Inklings ‘Deep Down’
In his latest single ‘Deep Down,’ Inklings‘ Kier Kemp pierces through toxic masculinity backed by the impenetrable virility of individuality. For Kier, the decision to eschew hyper-masculine methods was never uncertain. The sure conflict between deplorable lad culture and Kier’s strong moral sense presented unignorable discordance; random acts of “manhood” gave Kier a sense of “fremdschämen,” roughly translated as “embarrassed on behalf of others.” So while others incurred tragic internal battles, stifling their own mental fortitude and emotional freedom due to the increasingly heavy burdens set by the culture to which they felt compelled to ascribe, Kier found home in the “limit-does-not-exist” encouraging world of art and music.
Despite his own situation, Kier realizes that “not everyone is as lucky as [he is], to have the space and freedom to live outside traditional masculine roles.” Accordingly, Kier released ‘Deep Down’ as the coming-of-age anthem for many young men, mainstaging the struggle between self-awareness and social acceptance in the paternally personified chorus lines, “deal with it, push it deep down.” Growing taller amidst a home and community of ever-present pressures, “leaving the worst unsaid” is attributed to a false sense of ease—addressing qualms or wrongdoings is viewed as the bumpier road less traveled, so openness in conversation with others and in examination of oneself is often bypassed.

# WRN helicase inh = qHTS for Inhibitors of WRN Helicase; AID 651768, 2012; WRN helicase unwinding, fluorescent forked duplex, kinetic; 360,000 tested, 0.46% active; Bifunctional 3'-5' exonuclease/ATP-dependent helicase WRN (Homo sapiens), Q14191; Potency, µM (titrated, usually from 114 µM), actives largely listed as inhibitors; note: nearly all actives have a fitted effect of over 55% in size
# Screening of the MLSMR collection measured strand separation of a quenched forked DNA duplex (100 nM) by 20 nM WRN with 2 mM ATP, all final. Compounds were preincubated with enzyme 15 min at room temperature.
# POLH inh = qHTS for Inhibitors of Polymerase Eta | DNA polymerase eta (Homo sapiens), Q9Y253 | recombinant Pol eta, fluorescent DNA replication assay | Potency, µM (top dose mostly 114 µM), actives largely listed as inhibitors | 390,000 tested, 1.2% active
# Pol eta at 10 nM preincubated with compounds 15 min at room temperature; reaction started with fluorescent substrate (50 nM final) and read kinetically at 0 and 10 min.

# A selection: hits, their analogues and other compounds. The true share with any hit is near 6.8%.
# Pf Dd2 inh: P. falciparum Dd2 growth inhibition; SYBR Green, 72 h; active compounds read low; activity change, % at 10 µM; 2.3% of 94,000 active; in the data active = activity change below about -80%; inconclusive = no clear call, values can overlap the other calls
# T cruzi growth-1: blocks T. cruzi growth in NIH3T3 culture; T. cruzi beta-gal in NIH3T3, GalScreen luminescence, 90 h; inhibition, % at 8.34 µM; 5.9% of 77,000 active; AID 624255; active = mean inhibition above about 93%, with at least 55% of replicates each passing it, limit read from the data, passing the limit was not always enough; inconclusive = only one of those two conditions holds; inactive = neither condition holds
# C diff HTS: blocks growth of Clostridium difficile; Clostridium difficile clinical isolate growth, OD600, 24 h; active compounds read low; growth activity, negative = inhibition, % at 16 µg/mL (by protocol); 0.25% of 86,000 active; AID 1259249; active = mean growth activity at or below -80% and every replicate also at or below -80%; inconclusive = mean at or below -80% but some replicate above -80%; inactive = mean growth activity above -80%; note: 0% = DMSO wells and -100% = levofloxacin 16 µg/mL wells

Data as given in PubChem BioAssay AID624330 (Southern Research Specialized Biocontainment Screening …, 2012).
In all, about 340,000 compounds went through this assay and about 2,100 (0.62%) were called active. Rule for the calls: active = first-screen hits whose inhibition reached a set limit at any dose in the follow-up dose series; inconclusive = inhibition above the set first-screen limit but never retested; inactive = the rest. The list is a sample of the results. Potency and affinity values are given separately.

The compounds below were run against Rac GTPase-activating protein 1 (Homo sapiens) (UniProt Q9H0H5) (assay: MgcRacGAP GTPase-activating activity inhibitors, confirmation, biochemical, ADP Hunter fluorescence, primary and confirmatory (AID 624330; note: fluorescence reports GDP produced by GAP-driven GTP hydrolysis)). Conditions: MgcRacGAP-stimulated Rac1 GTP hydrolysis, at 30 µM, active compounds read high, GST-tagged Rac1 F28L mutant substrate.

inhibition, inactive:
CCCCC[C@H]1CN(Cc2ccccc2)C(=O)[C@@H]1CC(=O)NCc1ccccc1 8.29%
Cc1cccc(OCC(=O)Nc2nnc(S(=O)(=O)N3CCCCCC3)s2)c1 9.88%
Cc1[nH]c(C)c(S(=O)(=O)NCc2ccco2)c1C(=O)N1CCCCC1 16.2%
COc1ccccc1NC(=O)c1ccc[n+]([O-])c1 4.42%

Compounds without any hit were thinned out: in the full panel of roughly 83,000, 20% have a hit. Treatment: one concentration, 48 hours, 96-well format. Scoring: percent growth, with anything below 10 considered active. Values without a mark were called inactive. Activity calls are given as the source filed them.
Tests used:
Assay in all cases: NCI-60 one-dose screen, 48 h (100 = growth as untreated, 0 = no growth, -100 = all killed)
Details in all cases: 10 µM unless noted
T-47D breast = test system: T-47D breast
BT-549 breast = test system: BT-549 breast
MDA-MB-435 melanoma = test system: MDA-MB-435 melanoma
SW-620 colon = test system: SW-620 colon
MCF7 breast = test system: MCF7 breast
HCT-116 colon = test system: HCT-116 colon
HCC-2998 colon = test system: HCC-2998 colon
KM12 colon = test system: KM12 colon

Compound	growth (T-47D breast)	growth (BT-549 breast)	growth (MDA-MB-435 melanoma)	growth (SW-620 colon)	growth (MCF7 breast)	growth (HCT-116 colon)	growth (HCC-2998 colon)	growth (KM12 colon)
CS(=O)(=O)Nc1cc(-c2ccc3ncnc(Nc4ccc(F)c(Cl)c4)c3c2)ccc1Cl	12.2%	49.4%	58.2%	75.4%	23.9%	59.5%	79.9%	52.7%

Bolstered by robust power chords and commanding vocals, Kier’s ‘Deep Down’ manifests solidarity by way of collective realization—by coupling countless infractions with newfound clarity, one finds salvation in strength with others outside the basis of cess-pooled testosterone. The music video likewise presence a visual portrayal of this fight—through vivid symbolism, the enticing clenches of ladism confront the black-clothed protagonist as thick smoke and deceptive mirrors. Accruing strength over the course of the the track’s outward expression, the ambiguous figure bursts through the mirror’s veneer to make contact with that which was previously obscured and out of reach—thoughts, physicality, and individuality that were pushed into untouchable oblivion by the overbearing clenches of masculinity. Bursting through imposed expectations, Kier unites passion with unrequited personality and nullifies the necessity of dangerous, socially normed isolation.
Stand with solidarity and join the conversation.
Catch Inklings at the following live appearances: